ShareThis Page

New Westmoreland County solicitor choice lacks municipal experience

Rich Cholodofsky
| Tuesday, Jan. 6, 2015, 12:01 a.m.

Westmoreland County commissioners on Monday hired an attorney with no experience in municipal law to serve as the county's new solicitor.

Melissa Guiddy, 43, of Hempfield will replace R. Mark Gesalman, who retired at the end of 2014 after serving 25 years as head of the county's legal department.

Guiddy, a partner with Greensburg law firm of King and Guiddy, will earn an annual salary of about $56,000. She will be considered a part-time employee and dedicate about 80 percent of her time to her new job, commissioners said.

Commissioners Charles Anderson and Tyler Courtney first attempted to name Guiddy's law firm as the county solicitor. That plan was rejected after they learned that state law requires counties to hire an individual, not a law firm, Anderson said.

Guiddy's law partner, attorney Rob King, was the commissioners' second choice, but his daunting workload meant he is unavailable for about six months, Anderson said.

The commissioners interviewed five candidates last month, then turned to Guiddy after King declined to accept the position. She was interviewed last week, Anderson said.

How long she'll stay in the position isn't clear.

“This is not an interim position,” said Commissioner Tyler Courtney. “But our long-term plan is to have Rob (King) sitting in that seat.”

Anderson said Guiddy's job performance will be evaluated in about six months.

“For right now, she is the solicitor,” Anderson said.

However, Guiddy said Monday that her job will be on an interim basis.

“It's for six months,” she said.

According to her resume, Guiddy has worked as a lawyer since graduating from Widener University School of Law in 1996. She has been at the firm since 1997.

She has focused on civil litigation, workers compensation cases, estates, property, corporate and administrative law. She said she has not been involved in municipal issues and has not served as a solicitor for any other governmental bodies.

“It's going to be a good experience,” Guiddy said of her new position, in which she will oversee the county's legal office and its nine attorneys. “I have a lot of experience in terms of reviewing and drafting contracts.”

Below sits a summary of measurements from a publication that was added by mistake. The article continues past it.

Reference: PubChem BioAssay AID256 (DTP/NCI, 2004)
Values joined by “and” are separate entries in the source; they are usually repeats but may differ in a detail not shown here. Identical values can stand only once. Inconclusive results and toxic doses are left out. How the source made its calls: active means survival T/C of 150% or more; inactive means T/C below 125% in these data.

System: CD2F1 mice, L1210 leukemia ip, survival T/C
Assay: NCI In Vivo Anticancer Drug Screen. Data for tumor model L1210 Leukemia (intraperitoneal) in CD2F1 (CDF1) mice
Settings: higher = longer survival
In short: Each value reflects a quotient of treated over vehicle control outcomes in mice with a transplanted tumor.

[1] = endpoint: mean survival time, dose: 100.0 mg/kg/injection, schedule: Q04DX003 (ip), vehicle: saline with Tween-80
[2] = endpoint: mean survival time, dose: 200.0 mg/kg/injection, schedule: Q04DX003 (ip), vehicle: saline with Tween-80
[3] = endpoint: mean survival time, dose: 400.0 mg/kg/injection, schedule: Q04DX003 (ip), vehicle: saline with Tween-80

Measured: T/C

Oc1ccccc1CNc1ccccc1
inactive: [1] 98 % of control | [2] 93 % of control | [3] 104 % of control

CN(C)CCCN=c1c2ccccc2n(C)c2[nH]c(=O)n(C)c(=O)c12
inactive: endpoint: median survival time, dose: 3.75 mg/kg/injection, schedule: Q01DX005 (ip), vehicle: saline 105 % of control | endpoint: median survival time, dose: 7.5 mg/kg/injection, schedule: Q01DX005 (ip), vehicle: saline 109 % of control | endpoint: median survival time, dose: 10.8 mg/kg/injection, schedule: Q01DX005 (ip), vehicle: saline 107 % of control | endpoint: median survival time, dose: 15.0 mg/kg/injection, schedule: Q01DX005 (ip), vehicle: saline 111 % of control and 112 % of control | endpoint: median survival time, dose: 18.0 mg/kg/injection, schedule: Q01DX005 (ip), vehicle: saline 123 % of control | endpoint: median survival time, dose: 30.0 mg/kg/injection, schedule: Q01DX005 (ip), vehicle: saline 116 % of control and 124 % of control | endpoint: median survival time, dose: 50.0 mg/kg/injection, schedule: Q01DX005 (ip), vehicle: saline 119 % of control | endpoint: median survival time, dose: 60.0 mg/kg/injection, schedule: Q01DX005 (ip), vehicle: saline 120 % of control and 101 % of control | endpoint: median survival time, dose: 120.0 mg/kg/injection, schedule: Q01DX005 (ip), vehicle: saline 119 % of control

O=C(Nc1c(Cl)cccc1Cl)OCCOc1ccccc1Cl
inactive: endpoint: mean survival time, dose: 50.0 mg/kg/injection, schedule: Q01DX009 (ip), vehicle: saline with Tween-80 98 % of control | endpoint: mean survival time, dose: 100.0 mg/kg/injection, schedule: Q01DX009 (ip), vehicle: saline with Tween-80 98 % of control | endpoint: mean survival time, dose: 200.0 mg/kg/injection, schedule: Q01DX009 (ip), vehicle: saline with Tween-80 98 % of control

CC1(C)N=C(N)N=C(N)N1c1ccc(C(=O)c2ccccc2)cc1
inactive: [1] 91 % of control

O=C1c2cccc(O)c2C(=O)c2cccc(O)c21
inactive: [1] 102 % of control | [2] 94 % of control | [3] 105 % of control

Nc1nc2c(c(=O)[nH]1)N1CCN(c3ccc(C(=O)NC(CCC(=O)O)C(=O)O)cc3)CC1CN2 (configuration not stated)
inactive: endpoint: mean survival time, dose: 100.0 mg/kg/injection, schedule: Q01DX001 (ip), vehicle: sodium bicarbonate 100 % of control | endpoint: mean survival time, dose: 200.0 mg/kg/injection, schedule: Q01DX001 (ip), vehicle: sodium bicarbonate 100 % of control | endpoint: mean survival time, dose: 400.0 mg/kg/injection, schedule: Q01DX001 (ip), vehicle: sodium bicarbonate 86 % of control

Commissioner Ted Kopas said Anderson and Courtney's proposal to name a law firm as solicitor was “a poorly thought-out plan,” but he didn't oppose Guiddy's hiring.

“While her municipal experience is not great, I know she is eager to work hard,” Kopas said.

Rich Cholodofsky is a staff writer for Trib Total Media. He can be reached at 724-830-6293 or

TribLIVE commenting policy

You are solely responsible for your comments and by using you agree to our Terms of Service.

We moderate comments. Our goal is to provide substantive commentary for a general readership. By screening submissions, we provide a space where readers can share intelligent and informed commentary that enhances the quality of our news and information.

While most comments will be posted if they are on-topic and not abusive, moderating decisions are subjective. We will make them as carefully and consistently as we can. Because of the volume of reader comments, we cannot review individual moderation decisions with readers.

We value thoughtful comments representing a range of views that make their point quickly and politely. We make an effort to protect discussions from repeated comments either by the same reader or different readers

We follow the same standards for taste as the daily newspaper. A few things we won't tolerate: personal attacks, obscenity, vulgarity, profanity (including expletives and letters followed by dashes), commercial promotion, impersonations, incoherence, proselytizing and SHOUTING. Don't include URLs to Web sites.

We do not edit comments. They are either approved or deleted. We reserve the right to edit a comment that is quoted or excerpted in an article. In this case, we may fix spelling and punctuation.

We welcome strong opinions and criticism of our work, but we don't want comments to become bogged down with discussions of our policies and we will moderate accordingly.

We appreciate it when readers and people quoted in articles or blog posts point out errors of fact or emphasis and will investigate all assertions. But these suggestions should be sent via e-mail. To avoid distracting other readers, we won't publish comments that suggest a correction. Instead, corrections will be made in a blog post or in an article.

click me